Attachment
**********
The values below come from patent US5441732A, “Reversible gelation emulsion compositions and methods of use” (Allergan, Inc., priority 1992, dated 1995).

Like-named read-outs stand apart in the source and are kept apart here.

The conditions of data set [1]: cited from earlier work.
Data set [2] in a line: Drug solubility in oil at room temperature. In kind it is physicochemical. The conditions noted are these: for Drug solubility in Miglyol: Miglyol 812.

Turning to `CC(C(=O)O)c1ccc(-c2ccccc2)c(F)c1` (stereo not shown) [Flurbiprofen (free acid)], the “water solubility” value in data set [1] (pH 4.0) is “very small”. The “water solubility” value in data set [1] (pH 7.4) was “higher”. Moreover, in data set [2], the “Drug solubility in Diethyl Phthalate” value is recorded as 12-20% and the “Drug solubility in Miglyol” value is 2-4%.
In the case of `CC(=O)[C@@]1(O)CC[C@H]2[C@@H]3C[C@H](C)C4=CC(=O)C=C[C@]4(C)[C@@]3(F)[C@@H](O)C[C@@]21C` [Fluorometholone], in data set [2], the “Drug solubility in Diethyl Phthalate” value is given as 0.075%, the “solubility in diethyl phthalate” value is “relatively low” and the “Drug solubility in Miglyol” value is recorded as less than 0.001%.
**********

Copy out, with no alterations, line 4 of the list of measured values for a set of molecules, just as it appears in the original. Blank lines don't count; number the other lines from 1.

Data set [2] in a line: Drug solubility in oil at room temperature. In kind it is physicochemical. The conditions noted are these: for Drug solubility in Miglyol: Miglyol 812.